Natural language processing of

Natural language processing gives machines the ability to read and understand the language people speak. Many researchers hope that a strong enough natural language processing system can acquire knowledge on its own, by reading the existing text available on the internet. Some straightforward applications natural language processing include information retrieval (or text mining) and machine translation.

Motion and manipulation

ASIMO uses sensors and intelligent algorithms to avoid obstacles and navigate stairs.

The field of robotics is closely related to AI. Intelligence is necessary for robots that can handle tasks such as object manipulation and navigation, with the sub-problem of localization (knowing where you are), mapping (learning what is around you) and actions planning (figuring out how to get there).

Perception

Machine perception is the ability to use input from sensors (such as cameras, microphones, sonar and more exotic) to deduce aspects of the world. Computer vision is the ability to analyze visual input. Some selected subproblems is speech recognition, facial recognition and object recognition.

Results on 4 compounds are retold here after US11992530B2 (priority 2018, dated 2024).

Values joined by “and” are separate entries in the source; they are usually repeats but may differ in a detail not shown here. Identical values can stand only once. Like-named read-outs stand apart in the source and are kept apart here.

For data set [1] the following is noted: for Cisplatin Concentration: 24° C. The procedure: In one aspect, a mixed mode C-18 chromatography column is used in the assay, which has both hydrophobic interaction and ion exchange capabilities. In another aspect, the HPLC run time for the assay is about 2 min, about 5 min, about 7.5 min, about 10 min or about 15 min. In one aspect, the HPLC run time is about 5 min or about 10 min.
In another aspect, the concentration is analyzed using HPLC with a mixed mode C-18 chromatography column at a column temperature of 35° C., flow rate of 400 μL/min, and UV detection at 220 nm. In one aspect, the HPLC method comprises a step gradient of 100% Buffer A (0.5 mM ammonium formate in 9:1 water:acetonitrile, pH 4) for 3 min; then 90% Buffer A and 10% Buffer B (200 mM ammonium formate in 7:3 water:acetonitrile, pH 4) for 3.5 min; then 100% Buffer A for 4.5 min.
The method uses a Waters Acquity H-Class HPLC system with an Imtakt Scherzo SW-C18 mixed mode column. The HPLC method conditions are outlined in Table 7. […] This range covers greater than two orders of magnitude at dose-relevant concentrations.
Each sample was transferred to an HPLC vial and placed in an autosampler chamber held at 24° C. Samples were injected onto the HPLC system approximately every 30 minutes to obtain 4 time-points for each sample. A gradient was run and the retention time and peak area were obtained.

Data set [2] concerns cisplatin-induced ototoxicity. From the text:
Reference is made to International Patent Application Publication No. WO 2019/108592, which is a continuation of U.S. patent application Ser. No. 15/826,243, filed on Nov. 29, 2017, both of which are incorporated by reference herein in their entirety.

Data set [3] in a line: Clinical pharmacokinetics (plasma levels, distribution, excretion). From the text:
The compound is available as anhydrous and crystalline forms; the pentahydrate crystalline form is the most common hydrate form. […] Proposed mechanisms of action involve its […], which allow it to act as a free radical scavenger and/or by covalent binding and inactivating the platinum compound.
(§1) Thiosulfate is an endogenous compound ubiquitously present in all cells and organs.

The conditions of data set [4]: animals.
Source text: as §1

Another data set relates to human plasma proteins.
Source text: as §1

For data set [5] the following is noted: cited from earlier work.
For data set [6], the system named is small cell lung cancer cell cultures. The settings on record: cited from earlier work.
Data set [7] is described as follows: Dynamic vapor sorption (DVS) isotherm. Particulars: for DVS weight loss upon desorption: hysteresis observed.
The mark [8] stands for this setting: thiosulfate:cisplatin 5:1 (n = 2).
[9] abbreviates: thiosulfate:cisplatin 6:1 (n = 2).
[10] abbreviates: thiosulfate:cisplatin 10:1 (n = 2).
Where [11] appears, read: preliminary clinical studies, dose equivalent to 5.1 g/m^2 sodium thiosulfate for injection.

Social intelligence

Fortunately, a robot with rudimentary social skills

Feeling and social skills to play two roles for an intelligent agent. First, it must be able to predict the actions of others, by understanding their motives and emotional state. (It involves elements of game theory, decision theory, as well as the ability to model human emotions and the perceptual skills to detect emotions.) Also, for good human-computer interaction, an intelligent machine also needs to show emotions. At the very least it must appear respectful and sensitive to the people it interacts with. At best, it must have normal emotions itself.